Iain Dale 7pm - 10pm
Pregnant women could be given £400 in shopping vouchers to quit smoking
25 June 2021, 01:04
Pregnant women in England could be offered £400 in shopping vouchers to help them quit smoking under new NHS guidance.
Evidence shows that giving financial incentives to help expectant women give up the habit is "both effective and cost-effective", according to Public Health England (PHE) and the National Institute for Health and Care Excellence (Nice).
The measure is already in place in some regions and the guidance - which is open to consultation - said studies revealed that "voucher incentives were acceptable to many pregnant women and healthcare providers".
Before being given the coupons, experts said those involved should have to take biochemical tests to prove they have quit smoking.
However, they added that if testing is made too difficult because of Covid, the vouchers should be given regardless.
The guidance, which commences when women are referred to an NHS Stop Smoking Service or those run by bodies such as councils, public health teams and charities, said: "Evidence from the UK showed that schemes in which a maximum of around £400 could be gained in vouchers staggered over time (with reductions for each relapse made) were effective and cost-effective."
For every 1,000 pregnant women offered the coupons, 177 would stop smoking, research suggested.
The new guidance also said healthcare staff should provide clear and up-to-date information on e-cigarettes to people who are interested in using them to stop smoking. However, they should still stress the long-term health effects of the devices are still uncertain.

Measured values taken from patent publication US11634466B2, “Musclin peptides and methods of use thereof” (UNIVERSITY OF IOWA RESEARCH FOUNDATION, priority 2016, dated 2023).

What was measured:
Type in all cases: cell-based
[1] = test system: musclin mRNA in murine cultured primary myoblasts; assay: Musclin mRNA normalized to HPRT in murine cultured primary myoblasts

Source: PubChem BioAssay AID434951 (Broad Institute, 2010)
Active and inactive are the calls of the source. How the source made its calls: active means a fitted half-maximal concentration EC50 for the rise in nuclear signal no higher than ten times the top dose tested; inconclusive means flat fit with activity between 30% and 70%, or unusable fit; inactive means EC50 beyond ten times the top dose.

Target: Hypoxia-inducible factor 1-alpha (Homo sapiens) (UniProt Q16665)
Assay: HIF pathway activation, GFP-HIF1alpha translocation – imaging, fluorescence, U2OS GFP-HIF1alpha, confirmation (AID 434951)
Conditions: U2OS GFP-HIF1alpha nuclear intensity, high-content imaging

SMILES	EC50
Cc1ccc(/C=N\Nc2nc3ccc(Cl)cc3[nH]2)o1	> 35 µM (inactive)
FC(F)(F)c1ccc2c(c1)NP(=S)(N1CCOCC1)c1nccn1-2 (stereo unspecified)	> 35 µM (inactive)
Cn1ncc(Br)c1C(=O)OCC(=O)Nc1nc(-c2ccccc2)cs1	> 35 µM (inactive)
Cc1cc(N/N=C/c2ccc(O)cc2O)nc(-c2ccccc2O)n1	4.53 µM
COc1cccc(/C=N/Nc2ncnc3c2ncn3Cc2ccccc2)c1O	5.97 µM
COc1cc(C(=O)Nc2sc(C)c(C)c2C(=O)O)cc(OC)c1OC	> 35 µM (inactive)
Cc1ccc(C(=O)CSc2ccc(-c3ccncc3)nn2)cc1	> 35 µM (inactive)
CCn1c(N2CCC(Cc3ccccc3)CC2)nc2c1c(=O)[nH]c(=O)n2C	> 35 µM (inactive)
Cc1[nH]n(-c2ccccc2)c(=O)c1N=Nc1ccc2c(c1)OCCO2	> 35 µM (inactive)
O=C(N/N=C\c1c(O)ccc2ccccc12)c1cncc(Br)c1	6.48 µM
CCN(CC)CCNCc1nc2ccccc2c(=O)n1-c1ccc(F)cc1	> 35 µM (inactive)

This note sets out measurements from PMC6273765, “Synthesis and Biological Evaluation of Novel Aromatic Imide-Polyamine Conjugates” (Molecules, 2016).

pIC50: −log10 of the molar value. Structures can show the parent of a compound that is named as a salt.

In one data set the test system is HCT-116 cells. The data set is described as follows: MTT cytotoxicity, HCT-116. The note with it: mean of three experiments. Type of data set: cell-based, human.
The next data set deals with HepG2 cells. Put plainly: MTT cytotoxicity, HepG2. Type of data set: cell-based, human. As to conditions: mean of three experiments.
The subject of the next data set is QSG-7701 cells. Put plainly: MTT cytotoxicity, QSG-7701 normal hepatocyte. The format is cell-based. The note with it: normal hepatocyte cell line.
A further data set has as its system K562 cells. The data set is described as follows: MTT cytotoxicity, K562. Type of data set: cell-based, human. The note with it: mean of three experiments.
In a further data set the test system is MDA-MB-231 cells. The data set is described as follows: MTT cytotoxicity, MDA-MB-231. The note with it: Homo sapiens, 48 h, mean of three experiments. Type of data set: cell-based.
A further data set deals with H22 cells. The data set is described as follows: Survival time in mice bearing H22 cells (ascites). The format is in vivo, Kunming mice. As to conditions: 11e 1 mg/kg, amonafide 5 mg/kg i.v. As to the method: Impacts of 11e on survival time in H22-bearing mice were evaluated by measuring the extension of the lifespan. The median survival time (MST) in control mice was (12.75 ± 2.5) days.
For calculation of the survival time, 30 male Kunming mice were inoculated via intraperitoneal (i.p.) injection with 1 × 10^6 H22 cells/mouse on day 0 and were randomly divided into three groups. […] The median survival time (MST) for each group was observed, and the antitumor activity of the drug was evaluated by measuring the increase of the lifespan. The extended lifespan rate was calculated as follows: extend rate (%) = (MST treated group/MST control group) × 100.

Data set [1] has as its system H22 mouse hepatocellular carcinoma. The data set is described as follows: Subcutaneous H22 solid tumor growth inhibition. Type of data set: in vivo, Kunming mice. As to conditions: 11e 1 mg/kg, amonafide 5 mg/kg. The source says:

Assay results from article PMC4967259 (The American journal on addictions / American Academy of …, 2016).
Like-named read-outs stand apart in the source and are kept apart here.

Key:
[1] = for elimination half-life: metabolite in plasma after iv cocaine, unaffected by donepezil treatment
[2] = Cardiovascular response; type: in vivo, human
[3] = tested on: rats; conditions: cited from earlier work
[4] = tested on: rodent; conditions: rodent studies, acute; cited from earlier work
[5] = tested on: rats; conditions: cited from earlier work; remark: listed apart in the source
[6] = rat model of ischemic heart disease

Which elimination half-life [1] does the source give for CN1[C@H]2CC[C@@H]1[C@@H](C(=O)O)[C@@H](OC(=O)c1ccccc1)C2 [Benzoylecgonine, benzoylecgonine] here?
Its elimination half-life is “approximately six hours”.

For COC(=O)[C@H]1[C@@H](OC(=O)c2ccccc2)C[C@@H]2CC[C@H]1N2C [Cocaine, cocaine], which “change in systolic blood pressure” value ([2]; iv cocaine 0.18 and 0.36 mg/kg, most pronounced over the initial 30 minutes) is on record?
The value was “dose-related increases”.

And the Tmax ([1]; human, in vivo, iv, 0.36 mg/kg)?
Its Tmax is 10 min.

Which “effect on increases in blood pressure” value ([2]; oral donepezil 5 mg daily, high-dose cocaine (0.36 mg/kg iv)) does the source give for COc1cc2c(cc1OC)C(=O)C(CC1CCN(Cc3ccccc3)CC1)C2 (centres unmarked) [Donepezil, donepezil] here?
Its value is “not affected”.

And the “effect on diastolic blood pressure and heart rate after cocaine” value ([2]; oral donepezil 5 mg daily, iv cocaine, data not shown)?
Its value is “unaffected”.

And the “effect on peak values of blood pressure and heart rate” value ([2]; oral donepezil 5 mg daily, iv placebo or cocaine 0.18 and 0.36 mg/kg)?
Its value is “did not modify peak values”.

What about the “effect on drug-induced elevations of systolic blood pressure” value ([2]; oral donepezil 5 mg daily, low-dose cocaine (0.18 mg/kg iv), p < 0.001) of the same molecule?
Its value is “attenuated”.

It argued that nicotine-containing e-cigarettes have been shown to help people quit and are similarly effective to other interventions such as nicotine replacement therapy.
Nicotine e-cigarettes are not currently available on the NHS.
Dr Paul Chrisp, director of Nice's centre for guidelines, said: "These draft guideline recommendations are a renewed effort to reduce the health burden of smoking and to encourage and support people to give up smoking.
"Smoking continues to take a huge toll on the health of the nation and accounts for approximately half the difference in life expectancy between the richest and poorest in society. It is therefore vitally important that we reduce the level of smoking in this country.
"We know that around 10 per cent of women are known to be smokers at the time of giving birth and, given the significant health effects of smoking on both mothers and babies, it is clear that further efforts are required to encourage this group to give up smoking.
"We need to use every tool in our arsenal to reduce smoking rates, including education, behavioural support, financial incentives, and e-cigarettes if people are interested in using them.
"Combined, we hope that people who smoke will feel enabled to give up tobacco products once and for all."
Dr Jamie Hartmann-Boyce, senior research fellow in health behaviours at the University of Oxford, welcomed the guidance, adding: "A growing body of evidence suggests that e-cigarettes are considerably less harmful than smoking - though not risk-free - and can help people quit smoking.
"Evidence supports providing vouchers to help pregnant people quit smoking, and it is great to see this in the new draft guidance.
"Studies of this type of programme show that people remained smoke-free even after the vouchers or other types of rewards finished.
"Evidence shows these programmes also work outside of pregnancy. It would be positive to see them used across a range of contexts."